Improving the blast resilience of rail vehicles

Posted: 3 March 2014 | Jean-Luc Bruyelle, El-Miloudi El-Koursi, Amaury Flancquart, IFFSTAR Richard Seddon, Tecnalia; Conor O'Neill, NewRail; Antonio De Santiago Laport, Metro de Madrid | No comments yet

In recent years, terrorist attacks on metro systems have noticeably increased, as illustrated for instance by the Paris, Madrid, and London attacks. These dramatic events have raised concern regarding the ability to increase the efficiency of the management of similar crises in order to reduce the number and gravity of the victims, as well as easing the organisational efficiency in order to resume service quickly and avoid societal disruption. Indeed, several efforts aim at improving the resilience of the metro coaches to achieve the following three main goals…

High speed image of the trial with an existing Metro de Madrid carriage

High speed image of the trial with an existing Metro de Madrid carriage

  • Increase the resilience of vehicles to blast through the selection of vehicle materials and structural design in order to speed-up the recovery following an attack, allowing the transport system to return to normal operation quickly
  • Increase the security against a firebomb attack through fire barriers and fire suppression, while also contributing to passenger safety from accidental or vandalism fires
  • Reduce the attractiveness of metro systems as a target for attack by reducing the human, economic and organisational impacts of such attacks.

Such efforts include the European-funded FP7 SECUREMETRO project, which reached its conclusion in June 2013, and gathered the following 11 partners from the United Kingdom, Spain, France and Italy:

  • Academic and applied research: Newrail (UK), Tecnalia (Spain), IFSTTAR (France), Istituto Afari Internazionali (Italy), and the Spanish Railways Foundation (Spain)
  • Underground operators: Metro de Madrid (Spain) and RATP (France)
  • Industry: Bombardier (France), Maxam- Expal (Spain), Sunsundegui (Spain) and STAM (Italy).

SECUREMETRO aimed at bringing solutions to mitigate the consequences of an internal blast in metro vehicles. It adds up to more conventional approaches to reduce the casualties and disruptions related to terrorist attacks, although its findings are also relevant to accidental events. Among the efforts dedicated to the terrorist threat, SECUREMETRO is original in that it does not strive to mitigate the possibility of an attack, but its consequences. These goals are achieved by using validated materials and design strategies to build metro vehicles with intrinsic security features2.

Another important consideration is that the SECUREMETRO solutions are designed to be implementable as a retrofit for the existing rolling stock. This both helps keeping the implementation costs at an affordable level, and reducing the delay to introduce the improvement since most existing rolling stock will not be replaced for decades.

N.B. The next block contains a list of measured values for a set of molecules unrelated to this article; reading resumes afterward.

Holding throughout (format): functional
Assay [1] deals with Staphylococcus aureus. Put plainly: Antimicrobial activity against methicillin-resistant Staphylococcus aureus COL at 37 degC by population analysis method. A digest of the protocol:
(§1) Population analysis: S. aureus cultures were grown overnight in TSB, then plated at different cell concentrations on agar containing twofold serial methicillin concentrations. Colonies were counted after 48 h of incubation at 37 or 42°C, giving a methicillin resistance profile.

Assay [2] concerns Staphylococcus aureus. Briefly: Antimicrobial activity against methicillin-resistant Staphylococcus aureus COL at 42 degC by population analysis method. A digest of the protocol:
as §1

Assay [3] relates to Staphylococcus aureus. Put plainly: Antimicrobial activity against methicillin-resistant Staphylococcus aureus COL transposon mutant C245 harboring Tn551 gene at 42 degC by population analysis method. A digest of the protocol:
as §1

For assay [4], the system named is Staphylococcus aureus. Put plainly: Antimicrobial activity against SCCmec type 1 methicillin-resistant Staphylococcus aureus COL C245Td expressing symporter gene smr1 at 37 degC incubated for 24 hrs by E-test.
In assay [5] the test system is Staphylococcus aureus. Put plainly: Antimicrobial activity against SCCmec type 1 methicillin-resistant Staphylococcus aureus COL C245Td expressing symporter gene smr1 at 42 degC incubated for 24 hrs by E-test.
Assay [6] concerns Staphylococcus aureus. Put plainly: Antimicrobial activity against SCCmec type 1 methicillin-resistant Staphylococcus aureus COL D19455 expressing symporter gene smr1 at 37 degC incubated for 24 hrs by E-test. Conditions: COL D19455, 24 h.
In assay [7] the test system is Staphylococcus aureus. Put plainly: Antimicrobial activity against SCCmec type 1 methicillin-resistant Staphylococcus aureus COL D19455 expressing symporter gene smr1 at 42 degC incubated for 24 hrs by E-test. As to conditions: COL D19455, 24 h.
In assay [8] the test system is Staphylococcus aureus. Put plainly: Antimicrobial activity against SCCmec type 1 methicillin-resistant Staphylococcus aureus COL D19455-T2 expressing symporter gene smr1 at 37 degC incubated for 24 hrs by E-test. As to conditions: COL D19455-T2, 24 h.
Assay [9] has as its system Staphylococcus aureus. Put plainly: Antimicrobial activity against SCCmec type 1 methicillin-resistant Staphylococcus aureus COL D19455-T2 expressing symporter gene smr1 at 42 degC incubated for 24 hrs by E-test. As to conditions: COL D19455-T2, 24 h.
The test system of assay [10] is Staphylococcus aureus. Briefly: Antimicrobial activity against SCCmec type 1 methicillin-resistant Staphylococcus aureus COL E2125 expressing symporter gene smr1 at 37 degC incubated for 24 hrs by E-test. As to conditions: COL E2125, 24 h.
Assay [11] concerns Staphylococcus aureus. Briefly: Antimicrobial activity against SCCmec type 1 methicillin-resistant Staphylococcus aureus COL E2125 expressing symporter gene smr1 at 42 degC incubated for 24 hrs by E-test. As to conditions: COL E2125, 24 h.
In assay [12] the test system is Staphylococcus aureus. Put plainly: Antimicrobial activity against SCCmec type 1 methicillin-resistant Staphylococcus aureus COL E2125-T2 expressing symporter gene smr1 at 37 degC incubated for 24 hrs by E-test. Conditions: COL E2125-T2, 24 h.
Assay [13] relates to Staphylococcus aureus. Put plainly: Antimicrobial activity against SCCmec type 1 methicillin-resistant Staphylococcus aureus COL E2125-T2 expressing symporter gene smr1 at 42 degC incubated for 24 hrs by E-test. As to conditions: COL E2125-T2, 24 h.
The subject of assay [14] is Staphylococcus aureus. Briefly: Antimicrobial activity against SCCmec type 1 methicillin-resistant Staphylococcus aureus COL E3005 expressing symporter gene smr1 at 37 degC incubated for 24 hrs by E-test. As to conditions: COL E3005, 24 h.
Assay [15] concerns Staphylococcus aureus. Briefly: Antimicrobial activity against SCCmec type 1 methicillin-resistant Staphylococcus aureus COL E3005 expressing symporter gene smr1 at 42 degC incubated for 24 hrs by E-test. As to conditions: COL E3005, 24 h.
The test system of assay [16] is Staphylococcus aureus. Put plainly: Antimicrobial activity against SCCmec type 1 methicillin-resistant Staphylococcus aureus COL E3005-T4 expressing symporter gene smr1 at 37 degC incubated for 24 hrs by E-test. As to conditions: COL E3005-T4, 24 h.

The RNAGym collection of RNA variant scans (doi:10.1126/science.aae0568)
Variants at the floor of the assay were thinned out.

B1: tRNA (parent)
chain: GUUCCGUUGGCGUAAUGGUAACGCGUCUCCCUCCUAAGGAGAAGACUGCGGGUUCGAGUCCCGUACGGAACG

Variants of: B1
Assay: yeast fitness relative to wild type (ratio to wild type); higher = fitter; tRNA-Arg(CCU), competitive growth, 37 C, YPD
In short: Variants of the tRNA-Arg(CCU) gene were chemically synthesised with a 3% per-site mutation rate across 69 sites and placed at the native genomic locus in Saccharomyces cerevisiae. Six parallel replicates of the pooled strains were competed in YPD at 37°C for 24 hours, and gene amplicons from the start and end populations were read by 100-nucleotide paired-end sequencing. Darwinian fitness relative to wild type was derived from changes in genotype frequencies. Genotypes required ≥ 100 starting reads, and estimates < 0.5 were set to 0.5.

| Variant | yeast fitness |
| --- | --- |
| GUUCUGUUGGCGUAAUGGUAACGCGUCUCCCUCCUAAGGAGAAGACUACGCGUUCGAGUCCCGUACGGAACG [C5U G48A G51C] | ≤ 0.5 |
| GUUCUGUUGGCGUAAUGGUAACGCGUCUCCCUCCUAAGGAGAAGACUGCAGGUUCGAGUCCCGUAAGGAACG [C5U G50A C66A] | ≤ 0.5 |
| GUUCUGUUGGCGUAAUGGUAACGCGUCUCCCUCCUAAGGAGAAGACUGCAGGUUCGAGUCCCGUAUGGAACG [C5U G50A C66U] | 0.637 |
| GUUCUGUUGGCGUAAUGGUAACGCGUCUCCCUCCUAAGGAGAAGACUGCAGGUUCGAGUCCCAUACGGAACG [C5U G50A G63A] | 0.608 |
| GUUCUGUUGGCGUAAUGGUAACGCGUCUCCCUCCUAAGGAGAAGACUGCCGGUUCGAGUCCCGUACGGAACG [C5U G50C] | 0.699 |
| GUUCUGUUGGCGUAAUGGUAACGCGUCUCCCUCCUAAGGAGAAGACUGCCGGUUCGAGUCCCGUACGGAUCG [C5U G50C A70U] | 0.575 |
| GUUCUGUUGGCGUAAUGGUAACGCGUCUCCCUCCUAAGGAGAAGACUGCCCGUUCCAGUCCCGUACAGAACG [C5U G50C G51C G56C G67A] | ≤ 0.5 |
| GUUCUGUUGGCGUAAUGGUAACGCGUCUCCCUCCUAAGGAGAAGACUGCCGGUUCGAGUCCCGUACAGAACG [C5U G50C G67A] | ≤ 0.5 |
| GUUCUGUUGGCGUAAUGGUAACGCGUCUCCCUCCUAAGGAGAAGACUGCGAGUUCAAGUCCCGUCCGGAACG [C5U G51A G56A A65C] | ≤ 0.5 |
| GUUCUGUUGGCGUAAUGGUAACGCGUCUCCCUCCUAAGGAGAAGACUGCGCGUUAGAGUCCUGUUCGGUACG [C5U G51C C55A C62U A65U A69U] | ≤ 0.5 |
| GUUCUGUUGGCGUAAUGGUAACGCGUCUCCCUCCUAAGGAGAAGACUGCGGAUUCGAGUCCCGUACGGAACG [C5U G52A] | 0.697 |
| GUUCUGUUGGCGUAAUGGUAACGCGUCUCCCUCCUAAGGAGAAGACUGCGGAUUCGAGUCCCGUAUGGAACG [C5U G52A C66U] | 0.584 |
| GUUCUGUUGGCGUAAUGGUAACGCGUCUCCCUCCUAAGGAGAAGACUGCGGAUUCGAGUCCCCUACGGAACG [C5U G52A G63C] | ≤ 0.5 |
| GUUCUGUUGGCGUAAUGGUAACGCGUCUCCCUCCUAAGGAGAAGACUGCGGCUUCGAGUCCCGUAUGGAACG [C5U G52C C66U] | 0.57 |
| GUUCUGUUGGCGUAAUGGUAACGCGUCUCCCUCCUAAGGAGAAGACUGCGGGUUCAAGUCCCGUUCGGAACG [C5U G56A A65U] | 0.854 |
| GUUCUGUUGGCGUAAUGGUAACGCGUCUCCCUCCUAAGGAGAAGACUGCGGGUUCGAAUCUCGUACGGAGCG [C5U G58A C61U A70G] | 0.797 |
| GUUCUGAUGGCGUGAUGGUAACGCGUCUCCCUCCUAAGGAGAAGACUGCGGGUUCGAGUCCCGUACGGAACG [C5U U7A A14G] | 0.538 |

Terrorist threat on metro vehicles and its evolution

The first step was an assessment of past attacks in order to identify the most likely and most harmful types of attack. This analysis used the Database of Worldwide Terrorism Incidents of the Rand Corporation and the University of Maryland’s Global Terrorism Database.

Over the last decades, the number of terrorist attacks on rail-based transportation has evolved in considerable proportions. During the 1960-2010 period, 833 attacks killed approximately 3,500 people and injured more than 15,000. Moreover, figures for both attacks and victims increased sharply around the 1980s (see Figure 1).

The perpetration tactic is of particular importance to devise ways to mitigate the effects of the attack. Out of the 833 attacks, bombs were used as a weapon in 73% of the cases, followed by firearms (6%), firebombs (4%), and fires (4%). The other types of weapons are marginal. These proportions have not significantly evolved during the last decade.

This is confirmed by the number of victims, with 70% of the fatalities (2,541 out of 3,457) and 77% of the injuries (7,832 out of 10,6823) caused by bombings during the considered period, making it the deadliest type of attack. The trend remains stable in the recent period, which leads to expect a continuing increase of the number of attacks and victims, with a vast majority of bombings.

Findings from the analysis of existing attacks

SECUREMETRO concentrated on specific cases chosen for their representativeness and the abundance and relevance of the documentation. These cases are notably the bomb attacks in London (2005) and Madrid (2004), and fires in the Daegu Metro (2003) and the Kaprun Funicular (2001). Other related situations, such as 9/11 or fires in high buildings and other places from which evacuation is difficult, were also considered. The project found considerable insight in the previous work carried out in these fields4,5,6.

An explosion causes damage through several mechanisms, causing specific types of disruptions and calling for different mitigation measures. The primary effects are the shockwave and the blast, as well as primary fragments from the bomb itself: pieces of its case and artefacts such as nails. These effects are inherent to the bomb and can only be alleviated by shielding or dampening measures to dissipate the blast and to prevent the propagation of fragments. Another effect is the creation of secondary fragments, caused by fragmentation of the inner structures, walls or windows, turned into shrapnel. The last mechanical effect is the loss of structural integrity, causing collapse of overhead equipment or of the roof. Although it is impossible to design a 100% infallible protection system, it is possible to greatly improve the protection of the passengers from falling debris which is a major cause of head injuries.

It was found that non-incendiary bombs do not usually cause a fire, and that the current EN45545 standard is adequate to prevent fire in these conditions.